Wilson & Keppel dancing in the 1930s to Elvis Presley Conversation in 1968. Comic Genius.
Wilson, Keppel and Betty were a popular British music hall act in the middle decades of the 20th century who capitalised on the trend for Egyptian imagery following the discovery of the tomb of Tutankhamun. Their stage act, called the "sand dance", was a parody of Egyptian postures, combined with references to Arabic costume. The lithe and extremely lanky Wilson and Keppel, who wore long mustaches and made up to emphasize the sharp angularity of the features so as to appear almost identical, would demonstrate their impressive suppleness in adopting wild gestures and dancing in identical "stereo" movements (using gestures vaguely reminiscent of Egyptian wall paintings).
Sometimes they were joined by Betty, over the years there were 8 'Bettys', most of these appearing during the act's later years. Their "Cleopatra's Nightmare" routine was performed in 1936 in Berlin and condemned by Joseph Goebbels as indecent. He was disgusted at the display of their bare legs, calling them ‘bad for the morals of Nazi Youth!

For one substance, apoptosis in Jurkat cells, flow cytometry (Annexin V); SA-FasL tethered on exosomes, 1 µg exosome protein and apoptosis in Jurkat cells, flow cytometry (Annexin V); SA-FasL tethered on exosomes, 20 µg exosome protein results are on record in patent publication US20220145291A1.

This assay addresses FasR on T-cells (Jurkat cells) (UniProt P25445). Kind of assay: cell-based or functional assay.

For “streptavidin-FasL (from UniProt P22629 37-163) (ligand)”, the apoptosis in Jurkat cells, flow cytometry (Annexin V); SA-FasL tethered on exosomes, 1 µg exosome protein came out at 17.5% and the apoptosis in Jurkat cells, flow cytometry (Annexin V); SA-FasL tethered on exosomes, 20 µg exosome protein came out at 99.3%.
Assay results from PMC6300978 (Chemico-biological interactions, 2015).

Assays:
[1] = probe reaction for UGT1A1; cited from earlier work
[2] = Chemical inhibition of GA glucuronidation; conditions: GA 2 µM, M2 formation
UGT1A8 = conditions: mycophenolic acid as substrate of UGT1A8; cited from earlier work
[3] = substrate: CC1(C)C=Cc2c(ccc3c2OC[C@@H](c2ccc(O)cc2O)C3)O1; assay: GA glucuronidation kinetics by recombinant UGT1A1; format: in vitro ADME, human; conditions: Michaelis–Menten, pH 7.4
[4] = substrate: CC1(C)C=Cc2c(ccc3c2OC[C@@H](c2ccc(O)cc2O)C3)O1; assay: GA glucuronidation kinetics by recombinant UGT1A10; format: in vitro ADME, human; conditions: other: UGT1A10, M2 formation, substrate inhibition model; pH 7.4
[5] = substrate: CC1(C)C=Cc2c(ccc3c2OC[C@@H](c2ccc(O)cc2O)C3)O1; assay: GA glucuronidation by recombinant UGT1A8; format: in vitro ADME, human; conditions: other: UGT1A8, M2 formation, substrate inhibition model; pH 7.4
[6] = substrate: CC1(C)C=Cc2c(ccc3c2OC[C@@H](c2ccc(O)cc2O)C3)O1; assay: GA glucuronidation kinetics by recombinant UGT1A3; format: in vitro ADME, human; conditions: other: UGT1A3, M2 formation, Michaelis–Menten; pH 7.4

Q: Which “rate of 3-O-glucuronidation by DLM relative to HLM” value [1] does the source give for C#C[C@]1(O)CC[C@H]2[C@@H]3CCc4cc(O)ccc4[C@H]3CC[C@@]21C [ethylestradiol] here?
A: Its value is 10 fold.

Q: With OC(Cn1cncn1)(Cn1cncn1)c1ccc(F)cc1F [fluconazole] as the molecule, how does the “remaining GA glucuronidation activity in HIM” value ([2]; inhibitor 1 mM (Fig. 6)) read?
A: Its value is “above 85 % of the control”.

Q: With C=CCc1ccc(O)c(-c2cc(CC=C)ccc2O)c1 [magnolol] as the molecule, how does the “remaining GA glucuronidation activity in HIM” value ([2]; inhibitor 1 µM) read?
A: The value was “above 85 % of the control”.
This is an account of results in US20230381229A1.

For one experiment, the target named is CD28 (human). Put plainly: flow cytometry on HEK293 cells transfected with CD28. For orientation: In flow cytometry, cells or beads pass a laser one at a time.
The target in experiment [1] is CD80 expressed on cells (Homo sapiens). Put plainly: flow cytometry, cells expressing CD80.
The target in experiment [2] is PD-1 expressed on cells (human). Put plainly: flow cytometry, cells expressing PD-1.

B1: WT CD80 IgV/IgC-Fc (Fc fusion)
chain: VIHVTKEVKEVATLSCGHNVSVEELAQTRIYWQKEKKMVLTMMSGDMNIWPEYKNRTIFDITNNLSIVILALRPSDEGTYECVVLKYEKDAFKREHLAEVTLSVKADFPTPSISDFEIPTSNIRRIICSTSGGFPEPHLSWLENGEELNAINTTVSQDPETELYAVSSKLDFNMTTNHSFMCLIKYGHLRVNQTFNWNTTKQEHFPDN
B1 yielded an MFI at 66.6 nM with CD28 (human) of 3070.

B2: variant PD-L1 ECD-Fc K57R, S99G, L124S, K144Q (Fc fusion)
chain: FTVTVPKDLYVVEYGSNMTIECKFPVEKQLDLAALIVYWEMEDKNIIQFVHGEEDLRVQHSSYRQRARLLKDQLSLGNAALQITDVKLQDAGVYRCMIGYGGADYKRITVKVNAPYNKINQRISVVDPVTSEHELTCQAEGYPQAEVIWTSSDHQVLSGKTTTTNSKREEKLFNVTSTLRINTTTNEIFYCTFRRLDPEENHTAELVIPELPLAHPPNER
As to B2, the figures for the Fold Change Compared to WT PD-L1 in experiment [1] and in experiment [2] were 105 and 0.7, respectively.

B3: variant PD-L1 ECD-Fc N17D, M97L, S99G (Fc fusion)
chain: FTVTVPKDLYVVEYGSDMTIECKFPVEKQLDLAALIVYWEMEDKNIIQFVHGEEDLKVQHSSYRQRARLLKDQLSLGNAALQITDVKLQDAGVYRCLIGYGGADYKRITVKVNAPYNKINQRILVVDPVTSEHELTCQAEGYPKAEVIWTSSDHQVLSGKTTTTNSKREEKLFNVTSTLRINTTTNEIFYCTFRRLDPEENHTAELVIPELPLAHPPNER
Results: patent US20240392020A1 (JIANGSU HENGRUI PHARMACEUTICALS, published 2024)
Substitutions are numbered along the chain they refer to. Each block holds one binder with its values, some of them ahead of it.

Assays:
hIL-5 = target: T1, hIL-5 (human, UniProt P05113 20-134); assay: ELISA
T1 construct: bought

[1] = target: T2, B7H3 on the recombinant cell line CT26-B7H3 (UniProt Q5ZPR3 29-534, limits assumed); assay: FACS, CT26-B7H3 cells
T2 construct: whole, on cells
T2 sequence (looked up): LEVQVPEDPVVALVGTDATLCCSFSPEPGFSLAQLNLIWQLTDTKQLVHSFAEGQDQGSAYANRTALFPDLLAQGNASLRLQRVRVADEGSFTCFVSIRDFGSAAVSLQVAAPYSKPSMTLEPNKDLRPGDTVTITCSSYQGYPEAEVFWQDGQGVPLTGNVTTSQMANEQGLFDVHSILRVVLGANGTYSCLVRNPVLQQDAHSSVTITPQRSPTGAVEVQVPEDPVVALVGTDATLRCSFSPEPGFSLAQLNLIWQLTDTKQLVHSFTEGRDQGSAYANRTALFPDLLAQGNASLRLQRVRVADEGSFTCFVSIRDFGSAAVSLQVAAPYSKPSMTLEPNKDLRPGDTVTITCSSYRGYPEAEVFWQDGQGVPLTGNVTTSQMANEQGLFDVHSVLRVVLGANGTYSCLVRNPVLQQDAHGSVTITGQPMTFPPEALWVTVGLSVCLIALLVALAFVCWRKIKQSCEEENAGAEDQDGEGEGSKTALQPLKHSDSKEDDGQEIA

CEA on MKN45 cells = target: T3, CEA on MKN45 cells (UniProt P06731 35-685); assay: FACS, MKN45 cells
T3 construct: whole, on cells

In what has to be one of the most amazing variety pairings of all time, they even appeared on the same bill as Frank Sinatra when he appeared at the London Palladium for a short season during July 1950.
Elinor Ostrom’s pragmatism:4:30pm, May 29th, 2018 Bush House North East Wing, Kings College, University of London - ‘He was, indeed, in the habit of always comparing what he heard or read with an already familiar canon, and felt his admiration quicken if he could detect ...
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